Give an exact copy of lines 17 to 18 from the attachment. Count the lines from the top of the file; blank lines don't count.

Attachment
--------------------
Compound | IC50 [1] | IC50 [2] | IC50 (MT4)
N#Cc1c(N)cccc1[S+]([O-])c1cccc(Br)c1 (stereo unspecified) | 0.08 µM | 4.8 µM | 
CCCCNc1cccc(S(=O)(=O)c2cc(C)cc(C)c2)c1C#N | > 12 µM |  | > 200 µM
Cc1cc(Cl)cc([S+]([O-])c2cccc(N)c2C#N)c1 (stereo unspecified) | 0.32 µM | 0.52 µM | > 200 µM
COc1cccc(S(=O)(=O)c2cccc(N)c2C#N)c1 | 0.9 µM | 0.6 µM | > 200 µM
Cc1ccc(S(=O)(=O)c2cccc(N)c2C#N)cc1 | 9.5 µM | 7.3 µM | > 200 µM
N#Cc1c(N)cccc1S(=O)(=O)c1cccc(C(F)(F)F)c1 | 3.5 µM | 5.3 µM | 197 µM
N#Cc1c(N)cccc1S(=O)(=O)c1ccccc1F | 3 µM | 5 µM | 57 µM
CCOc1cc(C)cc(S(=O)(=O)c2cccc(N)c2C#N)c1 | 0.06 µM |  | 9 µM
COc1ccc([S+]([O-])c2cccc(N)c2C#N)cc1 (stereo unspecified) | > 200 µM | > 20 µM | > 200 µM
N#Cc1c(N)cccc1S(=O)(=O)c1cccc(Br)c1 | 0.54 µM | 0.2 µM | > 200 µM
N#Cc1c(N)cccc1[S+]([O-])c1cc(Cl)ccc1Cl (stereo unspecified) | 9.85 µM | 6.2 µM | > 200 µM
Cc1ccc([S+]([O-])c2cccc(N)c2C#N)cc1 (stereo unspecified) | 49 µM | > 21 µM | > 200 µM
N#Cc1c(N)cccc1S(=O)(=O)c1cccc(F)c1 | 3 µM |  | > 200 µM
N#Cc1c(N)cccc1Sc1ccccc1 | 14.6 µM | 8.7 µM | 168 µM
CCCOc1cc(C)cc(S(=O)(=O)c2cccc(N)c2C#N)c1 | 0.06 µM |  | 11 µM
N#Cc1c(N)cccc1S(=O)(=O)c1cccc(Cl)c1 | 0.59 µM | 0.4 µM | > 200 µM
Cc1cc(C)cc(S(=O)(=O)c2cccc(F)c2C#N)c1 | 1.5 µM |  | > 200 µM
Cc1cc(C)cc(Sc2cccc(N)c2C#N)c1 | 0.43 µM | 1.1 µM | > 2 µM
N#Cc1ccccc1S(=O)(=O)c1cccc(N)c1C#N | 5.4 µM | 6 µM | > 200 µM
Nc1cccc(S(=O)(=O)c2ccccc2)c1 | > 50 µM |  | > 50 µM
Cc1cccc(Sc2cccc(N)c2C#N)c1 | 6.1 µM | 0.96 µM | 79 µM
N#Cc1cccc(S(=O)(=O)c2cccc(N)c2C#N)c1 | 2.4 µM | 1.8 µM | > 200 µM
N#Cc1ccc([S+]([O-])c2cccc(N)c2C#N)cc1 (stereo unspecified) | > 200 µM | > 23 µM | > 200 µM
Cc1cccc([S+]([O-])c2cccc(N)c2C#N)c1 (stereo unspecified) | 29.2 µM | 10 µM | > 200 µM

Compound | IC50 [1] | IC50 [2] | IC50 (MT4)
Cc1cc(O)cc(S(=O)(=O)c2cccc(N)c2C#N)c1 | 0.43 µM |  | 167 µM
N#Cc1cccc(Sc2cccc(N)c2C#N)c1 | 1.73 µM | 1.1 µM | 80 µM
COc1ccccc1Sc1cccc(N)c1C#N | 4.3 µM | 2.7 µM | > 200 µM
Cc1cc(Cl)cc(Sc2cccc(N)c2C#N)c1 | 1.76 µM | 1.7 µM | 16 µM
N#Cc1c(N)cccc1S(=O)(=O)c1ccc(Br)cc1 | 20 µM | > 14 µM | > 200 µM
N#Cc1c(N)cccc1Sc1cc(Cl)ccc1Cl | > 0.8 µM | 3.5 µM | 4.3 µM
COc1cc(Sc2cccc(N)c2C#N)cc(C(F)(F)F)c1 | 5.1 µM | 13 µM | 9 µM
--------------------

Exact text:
N#Cc1c(N)cccc1S(=O)(=O)c1cccc(Cl)c1 | 0.59 µM | 0.4 µM | > 200 µM
Cc1cc(C)cc(S(=O)(=O)c2cccc(F)c2C#N)c1 | 1.5 µM |  | > 200 µM